Drums are beating in Washington for a value-added tax in addition to the “stimulus” taxes, health care taxes, energy taxes and other taxes President Obama has imposed and wants to impose on hard-pressed taxpayers. Supposedly a value-added tax is a magic elixir for curing budget deficits and excessive debt. Quack remedy would be more like it. If it worked, you’d observe that countries with a VAT had budget surpluses and no debt problems. But almost every country that has a VAT is plagued with budget deficits and excessive debt. … No surprise that the worst financial basket cases all have a VAT. Iceland has the highest VAT rates, but this didn’t prevent its financial crisis and the near bankruptcy of its government. Italy’s VAT rates are almost as high, and its debt exceeds its GDP. Financial crises are looming in Spain and Portugal, and of course they have a VAT. Greece has a VAT, too, and when politicians ran out of money to pay government employees for more than a year’s worth of work every year, they rioted in the streets. Great Britain has a VAT, and its government finances are in the worst shape since World War II — its budget deficit is expected to be bigger than that of Greece. Moreover, the OECD has acknowledged that “(VAT) tax and transfer wedges have discouraged firms from offering employment and individuals from taking it, reduced employment and increased inequality.”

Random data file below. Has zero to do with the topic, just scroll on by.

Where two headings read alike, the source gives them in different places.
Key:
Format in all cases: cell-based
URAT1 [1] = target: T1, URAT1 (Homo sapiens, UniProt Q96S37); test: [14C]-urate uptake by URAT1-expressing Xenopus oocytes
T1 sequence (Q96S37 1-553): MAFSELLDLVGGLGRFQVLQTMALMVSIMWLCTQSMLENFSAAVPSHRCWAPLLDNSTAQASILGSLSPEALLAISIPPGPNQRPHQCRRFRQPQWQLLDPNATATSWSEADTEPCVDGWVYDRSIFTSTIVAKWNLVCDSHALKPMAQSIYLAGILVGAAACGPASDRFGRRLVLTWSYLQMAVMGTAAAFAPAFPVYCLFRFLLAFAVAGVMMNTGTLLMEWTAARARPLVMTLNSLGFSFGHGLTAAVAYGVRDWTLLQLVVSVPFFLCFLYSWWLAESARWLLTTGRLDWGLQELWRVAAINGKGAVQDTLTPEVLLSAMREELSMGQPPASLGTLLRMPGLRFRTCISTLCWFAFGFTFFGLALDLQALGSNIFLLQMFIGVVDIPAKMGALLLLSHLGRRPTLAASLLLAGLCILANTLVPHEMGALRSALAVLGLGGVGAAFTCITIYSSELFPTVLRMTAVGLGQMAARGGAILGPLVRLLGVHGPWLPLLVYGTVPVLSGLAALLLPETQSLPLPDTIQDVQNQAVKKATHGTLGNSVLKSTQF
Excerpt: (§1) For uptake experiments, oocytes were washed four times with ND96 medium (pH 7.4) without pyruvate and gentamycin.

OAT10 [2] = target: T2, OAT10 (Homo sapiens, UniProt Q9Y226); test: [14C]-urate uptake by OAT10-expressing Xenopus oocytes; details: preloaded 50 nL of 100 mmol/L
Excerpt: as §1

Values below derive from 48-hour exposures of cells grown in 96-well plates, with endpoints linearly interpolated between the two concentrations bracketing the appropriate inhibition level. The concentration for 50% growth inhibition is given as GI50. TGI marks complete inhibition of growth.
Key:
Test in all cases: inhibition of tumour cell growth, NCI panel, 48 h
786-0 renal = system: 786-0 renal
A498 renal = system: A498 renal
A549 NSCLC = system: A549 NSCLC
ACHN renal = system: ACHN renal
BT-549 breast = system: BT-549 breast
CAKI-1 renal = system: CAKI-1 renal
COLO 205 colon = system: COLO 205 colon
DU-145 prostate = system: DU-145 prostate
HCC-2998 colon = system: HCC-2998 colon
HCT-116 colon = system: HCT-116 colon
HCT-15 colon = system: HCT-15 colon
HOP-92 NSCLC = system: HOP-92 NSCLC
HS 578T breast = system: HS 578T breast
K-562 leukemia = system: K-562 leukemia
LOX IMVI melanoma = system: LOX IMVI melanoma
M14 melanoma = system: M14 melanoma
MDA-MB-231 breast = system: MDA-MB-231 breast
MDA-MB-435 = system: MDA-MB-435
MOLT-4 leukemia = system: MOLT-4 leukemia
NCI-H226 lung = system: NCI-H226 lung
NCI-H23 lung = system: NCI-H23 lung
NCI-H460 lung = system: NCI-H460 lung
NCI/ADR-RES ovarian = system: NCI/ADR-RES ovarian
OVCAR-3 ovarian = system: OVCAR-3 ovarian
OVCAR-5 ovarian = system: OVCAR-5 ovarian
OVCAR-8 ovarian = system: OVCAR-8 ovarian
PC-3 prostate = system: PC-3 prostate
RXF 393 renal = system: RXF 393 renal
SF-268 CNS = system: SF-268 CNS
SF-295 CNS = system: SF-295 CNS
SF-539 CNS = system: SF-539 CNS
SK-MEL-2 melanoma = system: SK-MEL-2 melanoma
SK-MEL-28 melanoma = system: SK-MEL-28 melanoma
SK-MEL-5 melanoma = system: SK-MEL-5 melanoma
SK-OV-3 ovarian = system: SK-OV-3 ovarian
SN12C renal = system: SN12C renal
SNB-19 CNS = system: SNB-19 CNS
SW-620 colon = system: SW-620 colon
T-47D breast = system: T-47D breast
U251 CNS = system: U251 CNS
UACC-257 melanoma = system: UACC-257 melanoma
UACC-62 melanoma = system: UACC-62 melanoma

And a new study by Douglas Holtz-Eakin and Cameron Smith finds evidence that a VAT would lead to bigger government.